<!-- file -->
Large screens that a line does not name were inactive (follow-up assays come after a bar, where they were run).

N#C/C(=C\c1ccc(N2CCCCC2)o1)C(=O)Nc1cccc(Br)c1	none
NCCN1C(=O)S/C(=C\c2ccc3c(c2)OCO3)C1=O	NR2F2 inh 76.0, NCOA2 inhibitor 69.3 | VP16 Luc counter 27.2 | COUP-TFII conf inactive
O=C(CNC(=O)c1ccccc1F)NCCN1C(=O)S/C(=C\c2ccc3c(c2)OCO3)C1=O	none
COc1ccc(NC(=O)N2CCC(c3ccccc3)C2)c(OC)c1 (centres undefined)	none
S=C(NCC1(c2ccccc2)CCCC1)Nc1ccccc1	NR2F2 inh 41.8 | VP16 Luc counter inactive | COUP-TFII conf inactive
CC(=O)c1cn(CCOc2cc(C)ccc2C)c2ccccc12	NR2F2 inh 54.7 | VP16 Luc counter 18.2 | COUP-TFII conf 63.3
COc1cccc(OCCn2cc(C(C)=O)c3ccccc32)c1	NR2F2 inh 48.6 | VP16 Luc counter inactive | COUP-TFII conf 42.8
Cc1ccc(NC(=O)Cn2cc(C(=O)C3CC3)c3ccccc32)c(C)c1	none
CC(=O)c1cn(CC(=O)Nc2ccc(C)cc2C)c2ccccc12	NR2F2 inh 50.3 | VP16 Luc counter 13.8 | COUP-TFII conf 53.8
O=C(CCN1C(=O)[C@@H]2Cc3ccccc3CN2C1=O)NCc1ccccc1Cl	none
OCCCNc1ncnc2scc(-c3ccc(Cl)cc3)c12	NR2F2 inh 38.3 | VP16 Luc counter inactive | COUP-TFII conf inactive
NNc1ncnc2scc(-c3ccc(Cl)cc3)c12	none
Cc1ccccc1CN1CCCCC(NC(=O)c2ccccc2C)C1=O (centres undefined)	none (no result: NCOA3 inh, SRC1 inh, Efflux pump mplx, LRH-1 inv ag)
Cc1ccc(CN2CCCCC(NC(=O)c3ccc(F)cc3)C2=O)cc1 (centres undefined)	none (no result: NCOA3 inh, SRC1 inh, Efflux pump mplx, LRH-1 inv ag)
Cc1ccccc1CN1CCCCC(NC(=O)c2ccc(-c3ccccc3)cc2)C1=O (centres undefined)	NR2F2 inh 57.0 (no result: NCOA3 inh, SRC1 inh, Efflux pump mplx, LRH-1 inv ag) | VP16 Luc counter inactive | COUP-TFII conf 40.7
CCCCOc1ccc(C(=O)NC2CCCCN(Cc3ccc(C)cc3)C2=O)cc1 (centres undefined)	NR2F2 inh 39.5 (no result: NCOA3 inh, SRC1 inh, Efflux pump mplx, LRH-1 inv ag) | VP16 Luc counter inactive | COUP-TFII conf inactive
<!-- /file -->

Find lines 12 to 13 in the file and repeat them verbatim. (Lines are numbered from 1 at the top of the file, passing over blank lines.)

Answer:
OCCCNc1ncnc2scc(-c3ccc(Cl)cc3)c12	NR2F2 inh 38.3 | VP16 Luc counter inactive | COUP-TFII conf inactive
NNc1ncnc2scc(-c3ccc(Cl)cc3)c12	none